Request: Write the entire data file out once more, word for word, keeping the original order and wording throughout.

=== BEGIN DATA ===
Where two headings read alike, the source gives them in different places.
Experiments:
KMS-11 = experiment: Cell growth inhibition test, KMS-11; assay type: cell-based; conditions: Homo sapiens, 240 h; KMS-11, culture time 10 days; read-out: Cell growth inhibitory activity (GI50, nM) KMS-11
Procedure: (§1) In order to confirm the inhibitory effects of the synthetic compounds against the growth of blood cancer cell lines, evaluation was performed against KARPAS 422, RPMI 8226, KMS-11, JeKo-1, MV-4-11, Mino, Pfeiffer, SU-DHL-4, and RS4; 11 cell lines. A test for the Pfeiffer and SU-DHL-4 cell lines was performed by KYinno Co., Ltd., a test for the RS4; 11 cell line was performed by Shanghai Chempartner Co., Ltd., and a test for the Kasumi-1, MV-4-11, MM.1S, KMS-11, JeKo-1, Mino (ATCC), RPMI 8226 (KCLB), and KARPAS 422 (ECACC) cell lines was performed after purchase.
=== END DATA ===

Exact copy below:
Where two headings read alike, the source gives them in different places.
Experiments:
KMS-11 = experiment: Cell growth inhibition test, KMS-11; assay type: cell-based; conditions: Homo sapiens, 240 h; KMS-11, culture time 10 days; read-out: Cell growth inhibitory activity (GI50, nM) KMS-11
Procedure: (§1) In order to confirm the inhibitory effects of the synthetic compounds against the growth of blood cancer cell lines, evaluation was performed against KARPAS 422, RPMI 8226, KMS-11, JeKo-1, MV-4-11, Mino, Pfeiffer, SU-DHL-4, and RS4; 11 cell lines. A test for the Pfeiffer and SU-DHL-4 cell lines was performed by KYinno Co., Ltd., a test for the RS4; 11 cell line was performed by Shanghai Chempartner Co., Ltd., and a test for the Kasumi-1, MV-4-11, MM.1S, KMS-11, JeKo-1, Mino (ATCC), RPMI 8226 (KCLB), and KARPAS 422 (ECACC) cell lines was performed after purchase.